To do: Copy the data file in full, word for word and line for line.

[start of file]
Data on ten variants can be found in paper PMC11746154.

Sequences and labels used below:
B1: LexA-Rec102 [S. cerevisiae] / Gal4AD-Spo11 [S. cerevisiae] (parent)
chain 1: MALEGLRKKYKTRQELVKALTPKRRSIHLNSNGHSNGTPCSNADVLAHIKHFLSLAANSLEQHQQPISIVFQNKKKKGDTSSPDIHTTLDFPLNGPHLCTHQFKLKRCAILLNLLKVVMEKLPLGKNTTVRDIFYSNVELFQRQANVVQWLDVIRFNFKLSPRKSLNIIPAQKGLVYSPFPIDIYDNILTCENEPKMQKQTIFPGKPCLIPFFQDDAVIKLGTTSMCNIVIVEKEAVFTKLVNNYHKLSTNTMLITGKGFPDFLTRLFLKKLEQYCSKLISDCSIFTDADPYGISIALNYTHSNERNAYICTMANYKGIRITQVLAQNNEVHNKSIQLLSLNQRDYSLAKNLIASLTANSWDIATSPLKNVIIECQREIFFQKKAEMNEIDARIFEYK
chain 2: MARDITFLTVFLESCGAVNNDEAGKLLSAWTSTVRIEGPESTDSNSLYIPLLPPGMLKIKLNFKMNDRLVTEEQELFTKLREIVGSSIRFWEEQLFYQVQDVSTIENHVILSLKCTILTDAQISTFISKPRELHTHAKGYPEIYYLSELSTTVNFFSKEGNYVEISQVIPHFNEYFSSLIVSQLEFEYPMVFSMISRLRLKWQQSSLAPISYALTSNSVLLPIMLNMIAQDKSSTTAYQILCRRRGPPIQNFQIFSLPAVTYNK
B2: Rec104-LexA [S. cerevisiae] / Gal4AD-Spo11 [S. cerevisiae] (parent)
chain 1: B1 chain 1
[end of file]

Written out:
Data on ten variants can be found in paper PMC11746154.

Sequences and labels used below:
B1: LexA-Rec102 [S. cerevisiae] / Gal4AD-Spo11 [S. cerevisiae] (parent)
chain 1: MALEGLRKKYKTRQELVKALTPKRRSIHLNSNGHSNGTPCSNADVLAHIKHFLSLAANSLEQHQQPISIVFQNKKKKGDTSSPDIHTTLDFPLNGPHLCTHQFKLKRCAILLNLLKVVMEKLPLGKNTTVRDIFYSNVELFQRQANVVQWLDVIRFNFKLSPRKSLNIIPAQKGLVYSPFPIDIYDNILTCENEPKMQKQTIFPGKPCLIPFFQDDAVIKLGTTSMCNIVIVEKEAVFTKLVNNYHKLSTNTMLITGKGFPDFLTRLFLKKLEQYCSKLISDCSIFTDADPYGISIALNYTHSNERNAYICTMANYKGIRITQVLAQNNEVHNKSIQLLSLNQRDYSLAKNLIASLTANSWDIATSPLKNVIIECQREIFFQKKAEMNEIDARIFEYK
chain 2: MARDITFLTVFLESCGAVNNDEAGKLLSAWTSTVRIEGPESTDSNSLYIPLLPPGMLKIKLNFKMNDRLVTEEQELFTKLREIVGSSIRFWEEQLFYQVQDVSTIENHVILSLKCTILTDAQISTFISKPRELHTHAKGYPEIYYLSELSTTVNFFSKEGNYVEISQVIPHFNEYFSSLIVSQLEFEYPMVFSMISRLRLKWQQSSLAPISYALTSNSVLLPIMLNMIAQDKSSTTAYQILCRRRGPPIQNFQIFSLPAVTYNK
B2: Rec104-LexA [S. cerevisiae] / Gal4AD-Spo11 [S. cerevisiae] (parent)
chain 1: B1 chain 1